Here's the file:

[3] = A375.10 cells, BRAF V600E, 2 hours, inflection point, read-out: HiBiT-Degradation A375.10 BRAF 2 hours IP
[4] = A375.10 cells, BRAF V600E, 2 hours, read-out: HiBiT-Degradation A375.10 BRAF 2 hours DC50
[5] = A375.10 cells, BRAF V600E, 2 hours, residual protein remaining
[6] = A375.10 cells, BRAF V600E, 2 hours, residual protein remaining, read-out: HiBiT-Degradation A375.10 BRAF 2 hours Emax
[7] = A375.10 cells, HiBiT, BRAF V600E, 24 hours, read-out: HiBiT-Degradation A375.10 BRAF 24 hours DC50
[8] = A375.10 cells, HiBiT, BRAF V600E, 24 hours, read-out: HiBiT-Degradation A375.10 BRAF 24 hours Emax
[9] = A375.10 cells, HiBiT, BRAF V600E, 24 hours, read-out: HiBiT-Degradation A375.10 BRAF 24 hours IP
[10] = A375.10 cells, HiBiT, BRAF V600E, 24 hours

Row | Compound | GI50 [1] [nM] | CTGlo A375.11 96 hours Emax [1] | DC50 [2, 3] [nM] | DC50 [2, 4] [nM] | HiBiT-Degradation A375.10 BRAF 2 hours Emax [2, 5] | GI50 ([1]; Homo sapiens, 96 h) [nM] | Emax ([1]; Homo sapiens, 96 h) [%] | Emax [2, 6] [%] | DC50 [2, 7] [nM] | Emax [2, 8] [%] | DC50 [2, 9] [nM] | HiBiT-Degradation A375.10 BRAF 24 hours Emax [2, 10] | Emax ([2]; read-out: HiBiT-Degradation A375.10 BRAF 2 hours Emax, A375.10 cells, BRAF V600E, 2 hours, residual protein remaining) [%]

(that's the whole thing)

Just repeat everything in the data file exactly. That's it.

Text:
[3] = A375.10 cells, BRAF V600E, 2 hours, inflection point, read-out: HiBiT-Degradation A375.10 BRAF 2 hours IP
[4] = A375.10 cells, BRAF V600E, 2 hours, read-out: HiBiT-Degradation A375.10 BRAF 2 hours DC50
[5] = A375.10 cells, BRAF V600E, 2 hours, residual protein remaining
[6] = A375.10 cells, BRAF V600E, 2 hours, residual protein remaining, read-out: HiBiT-Degradation A375.10 BRAF 2 hours Emax
[7] = A375.10 cells, HiBiT, BRAF V600E, 24 hours, read-out: HiBiT-Degradation A375.10 BRAF 24 hours DC50
[8] = A375.10 cells, HiBiT, BRAF V600E, 24 hours, read-out: HiBiT-Degradation A375.10 BRAF 24 hours Emax
[9] = A375.10 cells, HiBiT, BRAF V600E, 24 hours, read-out: HiBiT-Degradation A375.10 BRAF 24 hours IP
[10] = A375.10 cells, HiBiT, BRAF V600E, 24 hours

Row | Compound | GI50 [1] [nM] | CTGlo A375.11 96 hours Emax [1] | DC50 [2, 3] [nM] | DC50 [2, 4] [nM] | HiBiT-Degradation A375.10 BRAF 2 hours Emax [2, 5] | GI50 ([1]; Homo sapiens, 96 h) [nM] | Emax ([1]; Homo sapiens, 96 h) [%] | Emax [2, 6] [%] | DC50 [2, 7] [nM] | Emax [2, 8] [%] | DC50 [2, 9] [nM] | HiBiT-Degradation A375.10 BRAF 24 hours Emax [2, 10] | Emax ([2]; read-out: HiBiT-Degradation A375.10 BRAF 2 hours Emax, A375.10 cells, BRAF V600E, 2 hours, residual protein remaining) [%]